Five Keys: Chargers vs. Dolphins

Here are five keys to the game heading into the Week 10 match between the San Diego Chargers and Miami Dolphins.

1. Who Cools Down the Hot Hand?– The two hottest running backs in the NFL will take the field this week in the Chargers’ Melvin Gordon and Dolphins’ Jay Ajayi. Gordon leads the league in carries (193) and total touchdowns (11), and ranks third with 768 rushing yards. He is also fresh off a game in which he was named the AFC Offensive Player of the Week after posting the third most yards from scrimmage in Chargers history.  Meanwhile, Ajayi ran for 111 yards last week after surpassing 200 yards his previous two games, totaling 529 yards in Miami’s last three games.  Whichever team does a better job stuffing the run will have the upper hand, but it will be a tough task for the Bolts as Defensive Coordinator John Pagano detailed what makes Ajayi special:

“He is a good football player. He is probably the definition of a downhill, slash, one-cut runner that has the ability on the second cut to bounce it outside. He really has great vision. He has the ability to bounce it strong (so) you see a back that is not only quick to get to the edge, but if you are in his way, he is powerful (enough) to run you over.”

2. Win in the Trenches – Part of the reason why Ajayi is in the midst of a breakout year is the play of Miami’s offensive line.  Their big bodies up front are dominating at the line of scrimmage, giving the running back lanes to burst through.  However, the Dolphins are equally powerful in the trenches on the other side of the ball, led by Ndamukong Suh, Cameron Wake and Jordan Phillips. Head Coach Mike McCoy pointed out how the Dolphins’ strength at the line of scrimmage on both sides of the ball is what’s led to their three game winning streak. The key for the Bolts is using their familiarity with the opponent to their advantage as this is the fourth straight season squaring off against Miami:

“Miami has an outstanding front, really on both sides of the ball. You see the way they play defensively and the way they are running the football. (They are) protecting the quarterback offensively, (and) that is the advantage of having played them in the past. You have an idea; you have gone against their personnel- or most of their personnel - so that is one thing you take away.  You can always go back and watch the games (from) the past couple years and say, ‘Ok how did I do against this player, here are some things.’ But like I’ve said that is all in the past. It is a new year, we have to go out and play our best game as a team and individually in whatever your responsibility this Sunday.”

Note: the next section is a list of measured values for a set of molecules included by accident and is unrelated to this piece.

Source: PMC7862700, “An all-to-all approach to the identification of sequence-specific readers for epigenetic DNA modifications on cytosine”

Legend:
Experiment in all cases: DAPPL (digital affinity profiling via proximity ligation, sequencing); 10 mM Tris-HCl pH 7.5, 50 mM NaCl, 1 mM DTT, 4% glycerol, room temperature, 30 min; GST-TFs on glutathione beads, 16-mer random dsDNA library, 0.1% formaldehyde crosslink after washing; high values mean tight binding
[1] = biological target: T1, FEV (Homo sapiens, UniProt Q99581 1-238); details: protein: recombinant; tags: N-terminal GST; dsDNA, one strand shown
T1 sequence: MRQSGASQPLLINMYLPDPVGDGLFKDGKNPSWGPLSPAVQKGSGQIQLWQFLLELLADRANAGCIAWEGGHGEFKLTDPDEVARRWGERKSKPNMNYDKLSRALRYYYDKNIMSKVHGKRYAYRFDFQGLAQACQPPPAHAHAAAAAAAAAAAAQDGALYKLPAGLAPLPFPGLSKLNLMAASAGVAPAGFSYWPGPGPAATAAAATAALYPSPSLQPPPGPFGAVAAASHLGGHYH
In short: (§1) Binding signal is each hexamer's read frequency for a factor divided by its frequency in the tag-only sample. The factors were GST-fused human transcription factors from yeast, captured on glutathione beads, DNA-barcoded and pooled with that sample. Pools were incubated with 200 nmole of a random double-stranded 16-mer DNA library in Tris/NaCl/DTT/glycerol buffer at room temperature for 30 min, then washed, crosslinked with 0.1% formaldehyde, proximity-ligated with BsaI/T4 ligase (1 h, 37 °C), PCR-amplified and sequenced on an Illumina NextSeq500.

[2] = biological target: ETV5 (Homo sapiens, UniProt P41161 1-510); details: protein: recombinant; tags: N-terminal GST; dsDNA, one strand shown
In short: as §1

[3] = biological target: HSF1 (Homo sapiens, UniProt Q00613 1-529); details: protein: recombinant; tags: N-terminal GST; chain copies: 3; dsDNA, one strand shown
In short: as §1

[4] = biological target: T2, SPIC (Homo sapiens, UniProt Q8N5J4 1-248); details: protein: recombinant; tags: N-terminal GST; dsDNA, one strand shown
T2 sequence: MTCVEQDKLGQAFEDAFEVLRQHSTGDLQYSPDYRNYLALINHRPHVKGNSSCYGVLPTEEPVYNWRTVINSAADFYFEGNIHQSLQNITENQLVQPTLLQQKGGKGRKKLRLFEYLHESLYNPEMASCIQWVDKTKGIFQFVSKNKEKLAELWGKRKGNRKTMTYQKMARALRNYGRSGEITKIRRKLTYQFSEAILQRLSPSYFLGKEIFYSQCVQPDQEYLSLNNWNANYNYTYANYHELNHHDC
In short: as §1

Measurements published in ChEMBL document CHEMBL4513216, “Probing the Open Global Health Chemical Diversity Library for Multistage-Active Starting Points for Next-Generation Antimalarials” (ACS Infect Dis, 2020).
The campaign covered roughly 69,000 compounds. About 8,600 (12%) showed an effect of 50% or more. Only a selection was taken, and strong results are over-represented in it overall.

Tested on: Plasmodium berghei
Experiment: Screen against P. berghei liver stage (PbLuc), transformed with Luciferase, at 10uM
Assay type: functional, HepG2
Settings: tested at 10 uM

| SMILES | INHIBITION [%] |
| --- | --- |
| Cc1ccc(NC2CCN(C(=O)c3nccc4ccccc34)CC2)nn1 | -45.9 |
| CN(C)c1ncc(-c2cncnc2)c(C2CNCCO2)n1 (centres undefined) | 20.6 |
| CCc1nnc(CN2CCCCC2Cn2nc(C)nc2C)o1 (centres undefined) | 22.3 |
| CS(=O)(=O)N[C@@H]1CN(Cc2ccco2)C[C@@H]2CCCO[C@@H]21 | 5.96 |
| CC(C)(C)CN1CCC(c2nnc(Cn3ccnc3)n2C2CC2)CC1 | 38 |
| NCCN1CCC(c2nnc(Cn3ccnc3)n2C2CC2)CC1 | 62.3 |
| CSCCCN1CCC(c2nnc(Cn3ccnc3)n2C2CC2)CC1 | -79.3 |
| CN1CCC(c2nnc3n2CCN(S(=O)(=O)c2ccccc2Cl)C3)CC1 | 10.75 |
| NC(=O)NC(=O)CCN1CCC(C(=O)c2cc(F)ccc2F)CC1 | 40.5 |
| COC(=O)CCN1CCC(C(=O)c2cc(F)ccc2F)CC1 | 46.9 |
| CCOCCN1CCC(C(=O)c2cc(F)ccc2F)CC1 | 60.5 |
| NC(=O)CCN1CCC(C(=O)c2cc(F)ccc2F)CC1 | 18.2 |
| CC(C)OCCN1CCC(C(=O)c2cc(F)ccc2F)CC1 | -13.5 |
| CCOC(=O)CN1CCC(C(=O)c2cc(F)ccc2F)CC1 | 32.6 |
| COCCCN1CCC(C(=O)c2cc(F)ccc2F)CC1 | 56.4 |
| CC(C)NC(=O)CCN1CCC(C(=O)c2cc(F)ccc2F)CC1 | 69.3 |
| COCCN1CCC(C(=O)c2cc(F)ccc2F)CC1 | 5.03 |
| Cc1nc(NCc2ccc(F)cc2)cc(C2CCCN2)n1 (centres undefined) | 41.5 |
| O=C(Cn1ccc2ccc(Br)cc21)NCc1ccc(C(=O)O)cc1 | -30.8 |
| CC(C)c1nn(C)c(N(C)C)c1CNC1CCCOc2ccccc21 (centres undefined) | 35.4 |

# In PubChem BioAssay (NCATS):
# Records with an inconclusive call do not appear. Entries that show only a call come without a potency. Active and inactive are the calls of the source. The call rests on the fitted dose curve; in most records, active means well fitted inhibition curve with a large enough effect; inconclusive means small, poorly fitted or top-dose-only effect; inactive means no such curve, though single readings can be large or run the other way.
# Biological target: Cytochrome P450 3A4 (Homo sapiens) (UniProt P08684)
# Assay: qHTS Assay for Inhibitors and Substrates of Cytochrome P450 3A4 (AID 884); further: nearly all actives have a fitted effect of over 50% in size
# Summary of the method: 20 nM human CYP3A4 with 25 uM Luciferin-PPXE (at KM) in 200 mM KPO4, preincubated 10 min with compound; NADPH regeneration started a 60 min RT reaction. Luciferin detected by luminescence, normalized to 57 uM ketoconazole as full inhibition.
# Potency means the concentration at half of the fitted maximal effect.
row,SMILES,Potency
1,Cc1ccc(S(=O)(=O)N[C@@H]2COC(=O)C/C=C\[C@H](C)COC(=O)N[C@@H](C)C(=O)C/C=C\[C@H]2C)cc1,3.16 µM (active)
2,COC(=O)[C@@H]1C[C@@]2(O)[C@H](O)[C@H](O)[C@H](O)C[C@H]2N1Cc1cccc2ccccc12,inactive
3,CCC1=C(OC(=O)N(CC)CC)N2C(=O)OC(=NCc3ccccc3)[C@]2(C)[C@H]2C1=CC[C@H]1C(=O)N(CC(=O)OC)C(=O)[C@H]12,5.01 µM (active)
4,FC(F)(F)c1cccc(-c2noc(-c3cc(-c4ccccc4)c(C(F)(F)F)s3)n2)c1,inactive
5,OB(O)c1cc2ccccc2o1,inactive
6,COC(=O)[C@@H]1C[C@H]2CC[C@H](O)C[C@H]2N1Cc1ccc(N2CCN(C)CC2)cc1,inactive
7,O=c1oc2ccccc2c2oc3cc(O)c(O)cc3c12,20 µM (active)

3. Tame Tannehill – This is the fourth season in a row that San Diego will also face Ryan Tannehill, who has completed 156 of 241 passes (64.7%) with eight touchdowns and seven interceptions for an 87.4 QB rating at the midpoint of his sixth NFL season.  He’s also a threat on the ground with 22 rushes for 75 yards and another touchdown.  Tannehill has been a thorn in the Chargers’ side in the past as Pagano charted his growth over the years:

“(He) is different because the offense has changed over the years. You see a lot of the similarities in some of the things they used to do, but you see the similarities of how Adam (Gase) runs his offense when he was at Denver. The ability to be able to do the types of things that they want to do, so you see the growth.”

4. Squeeze Juice – Jarvis Landry earned the nickname ‘Juice’ at LSU because of the energy he plays with that also rubs off on his teammates. One of the top wideouts in the NFL, Dolphins Head Coach Adam Gase placed an emphasis on getting the ball in Landry’s hands after an off game last week against the New York Jets. Overall, the Pro Bowl wide receiver has 49 receptions on the year for 605 yards but just one TD. Notably, he missed practice earlier this week with a shoulder injury and is listed as questionable. Still, the Bolts expect to see a heavy dose of Landry, with Casey Hayward pointing out his strengths:

“A very good player. Landry is one of the best receivers in the league. In the slot, he’s (particularly) difficult to guard. He does a lot of things for them to get open. He and Tannehill have a great connection.”

5. Confuse Dolphins’ D – San Diego’s offense has been so multiple and versatile that they have kept opposing teams off kilter most weeks. They’ve changed tactics and formations from game to game as the opposition doesn’t know what to expect. Those differences have confused defenses, which has helped them get off to fast starts. Offensive Coordinator Ken Whisenhunt explains how the offense’s depth has been a boon to their success, especially their fast starts:

“We go through and talk about the plays (we want to run at the beginning of the game) but it changes, there is no script for what we are doing. I think it is just a feel for what we’ve done during the week in practice and we’ve been executing. We would like to do that the whole game, and we’ve been pretty good, we’ve moved the ball consistently. We need to do a little better in the red zone, no question about that, as far as finishing drives. I am glad we are doing it, I don’t know what to say the answer is to why, but I think we have confidence that we can move the football.”

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